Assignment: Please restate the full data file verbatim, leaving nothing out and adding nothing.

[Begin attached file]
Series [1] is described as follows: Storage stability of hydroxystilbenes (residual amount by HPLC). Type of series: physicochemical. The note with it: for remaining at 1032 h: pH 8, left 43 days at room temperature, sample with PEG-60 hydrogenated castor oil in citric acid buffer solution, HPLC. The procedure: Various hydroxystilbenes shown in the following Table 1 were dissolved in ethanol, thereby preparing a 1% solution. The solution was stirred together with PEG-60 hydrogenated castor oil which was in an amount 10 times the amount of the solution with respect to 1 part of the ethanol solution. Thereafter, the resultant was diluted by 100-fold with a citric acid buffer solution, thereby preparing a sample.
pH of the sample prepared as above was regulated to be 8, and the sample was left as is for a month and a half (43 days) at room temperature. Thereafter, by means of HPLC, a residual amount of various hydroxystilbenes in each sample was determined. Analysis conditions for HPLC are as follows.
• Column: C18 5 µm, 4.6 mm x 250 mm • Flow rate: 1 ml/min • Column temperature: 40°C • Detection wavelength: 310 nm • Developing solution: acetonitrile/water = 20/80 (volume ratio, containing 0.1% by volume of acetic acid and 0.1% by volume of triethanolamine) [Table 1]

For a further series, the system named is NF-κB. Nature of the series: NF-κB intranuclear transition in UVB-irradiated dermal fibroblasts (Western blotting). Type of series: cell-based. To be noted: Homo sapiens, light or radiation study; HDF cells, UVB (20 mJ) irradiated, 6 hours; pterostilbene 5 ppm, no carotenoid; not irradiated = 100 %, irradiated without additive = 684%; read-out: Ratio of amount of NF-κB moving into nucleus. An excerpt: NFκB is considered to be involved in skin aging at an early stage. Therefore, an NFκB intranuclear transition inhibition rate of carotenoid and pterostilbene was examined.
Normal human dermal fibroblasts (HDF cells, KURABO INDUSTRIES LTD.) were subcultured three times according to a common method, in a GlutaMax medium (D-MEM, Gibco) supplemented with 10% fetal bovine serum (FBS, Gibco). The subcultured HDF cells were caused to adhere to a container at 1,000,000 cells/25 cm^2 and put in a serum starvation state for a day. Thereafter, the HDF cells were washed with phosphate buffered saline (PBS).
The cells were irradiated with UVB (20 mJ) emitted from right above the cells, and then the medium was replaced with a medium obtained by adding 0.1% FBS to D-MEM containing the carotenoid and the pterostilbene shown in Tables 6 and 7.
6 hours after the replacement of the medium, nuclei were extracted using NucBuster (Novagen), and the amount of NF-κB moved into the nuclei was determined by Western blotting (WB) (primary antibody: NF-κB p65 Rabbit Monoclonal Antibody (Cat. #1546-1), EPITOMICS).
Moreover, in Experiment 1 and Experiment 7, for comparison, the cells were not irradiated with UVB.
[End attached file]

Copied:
Series [1] is described as follows: Storage stability of hydroxystilbenes (residual amount by HPLC). Type of series: physicochemical. The note with it: for remaining at 1032 h: pH 8, left 43 days at room temperature, sample with PEG-60 hydrogenated castor oil in citric acid buffer solution, HPLC. The procedure: Various hydroxystilbenes shown in the following Table 1 were dissolved in ethanol, thereby preparing a 1% solution. The solution was stirred together with PEG-60 hydrogenated castor oil which was in an amount 10 times the amount of the solution with respect to 1 part of the ethanol solution. Thereafter, the resultant was diluted by 100-fold with a citric acid buffer solution, thereby preparing a sample.
pH of the sample prepared as above was regulated to be 8, and the sample was left as is for a month and a half (43 days) at room temperature. Thereafter, by means of HPLC, a residual amount of various hydroxystilbenes in each sample was determined. Analysis conditions for HPLC are as follows.
• Column: C18 5 µm, 4.6 mm x 250 mm • Flow rate: 1 ml/min • Column temperature: 40°C • Detection wavelength: 310 nm • Developing solution: acetonitrile/water = 20/80 (volume ratio, containing 0.1% by volume of acetic acid and 0.1% by volume of triethanolamine) [Table 1]

For a further series, the system named is NF-κB. Nature of the series: NF-κB intranuclear transition in UVB-irradiated dermal fibroblasts (Western blotting). Type of series: cell-based. To be noted: Homo sapiens, light or radiation study; HDF cells, UVB (20 mJ) irradiated, 6 hours; pterostilbene 5 ppm, no carotenoid; not irradiated = 100 %, irradiated without additive = 684%; read-out: Ratio of amount of NF-κB moving into nucleus. An excerpt: NFκB is considered to be involved in skin aging at an early stage. Therefore, an NFκB intranuclear transition inhibition rate of carotenoid and pterostilbene was examined.
Normal human dermal fibroblasts (HDF cells, KURABO INDUSTRIES LTD.) were subcultured three times according to a common method, in a GlutaMax medium (D-MEM, Gibco) supplemented with 10% fetal bovine serum (FBS, Gibco). The subcultured HDF cells were caused to adhere to a container at 1,000,000 cells/25 cm^2 and put in a serum starvation state for a day. Thereafter, the HDF cells were washed with phosphate buffered saline (PBS).
The cells were irradiated with UVB (20 mJ) emitted from right above the cells, and then the medium was replaced with a medium obtained by adding 0.1% FBS to D-MEM containing the carotenoid and the pterostilbene shown in Tables 6 and 7.
6 hours after the replacement of the medium, nuclei were extracted using NucBuster (Novagen), and the amount of NF-κB moved into the nuclei was determined by Western blotting (WB) (primary antibody: NF-κB p65 Rabbit Monoclonal Antibody (Cat. #1546-1), EPITOMICS).
Moreover, in Experiment 1 and Experiment 7, for comparison, the cells were not irradiated with UVB.